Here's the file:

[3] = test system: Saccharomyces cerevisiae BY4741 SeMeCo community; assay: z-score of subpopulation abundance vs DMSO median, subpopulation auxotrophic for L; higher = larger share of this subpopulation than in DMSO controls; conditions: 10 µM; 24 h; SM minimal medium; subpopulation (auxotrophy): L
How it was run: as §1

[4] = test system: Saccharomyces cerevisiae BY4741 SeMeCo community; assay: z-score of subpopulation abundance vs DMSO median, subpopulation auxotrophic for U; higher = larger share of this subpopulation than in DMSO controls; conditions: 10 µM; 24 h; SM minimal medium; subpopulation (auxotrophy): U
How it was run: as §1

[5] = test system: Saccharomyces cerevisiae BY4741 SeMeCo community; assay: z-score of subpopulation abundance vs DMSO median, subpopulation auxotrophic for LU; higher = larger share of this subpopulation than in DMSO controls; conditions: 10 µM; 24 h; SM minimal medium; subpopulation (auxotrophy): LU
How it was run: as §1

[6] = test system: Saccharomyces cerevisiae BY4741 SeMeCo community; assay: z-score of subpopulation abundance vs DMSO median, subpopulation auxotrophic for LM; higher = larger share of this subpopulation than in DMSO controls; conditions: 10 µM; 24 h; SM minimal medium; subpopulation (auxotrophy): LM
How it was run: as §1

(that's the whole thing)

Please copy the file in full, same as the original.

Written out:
[3] = test system: Saccharomyces cerevisiae BY4741 SeMeCo community; assay: z-score of subpopulation abundance vs DMSO median, subpopulation auxotrophic for L; higher = larger share of this subpopulation than in DMSO controls; conditions: 10 µM; 24 h; SM minimal medium; subpopulation (auxotrophy): L
How it was run: as §1

[4] = test system: Saccharomyces cerevisiae BY4741 SeMeCo community; assay: z-score of subpopulation abundance vs DMSO median, subpopulation auxotrophic for U; higher = larger share of this subpopulation than in DMSO controls; conditions: 10 µM; 24 h; SM minimal medium; subpopulation (auxotrophy): U
How it was run: as §1

[5] = test system: Saccharomyces cerevisiae BY4741 SeMeCo community; assay: z-score of subpopulation abundance vs DMSO median, subpopulation auxotrophic for LU; higher = larger share of this subpopulation than in DMSO controls; conditions: 10 µM; 24 h; SM minimal medium; subpopulation (auxotrophy): LU
How it was run: as §1

[6] = test system: Saccharomyces cerevisiae BY4741 SeMeCo community; assay: z-score of subpopulation abundance vs DMSO median, subpopulation auxotrophic for LM; higher = larger share of this subpopulation than in DMSO controls; conditions: 10 µM; 24 h; SM minimal medium; subpopulation (auxotrophy): LM
How it was run: as §1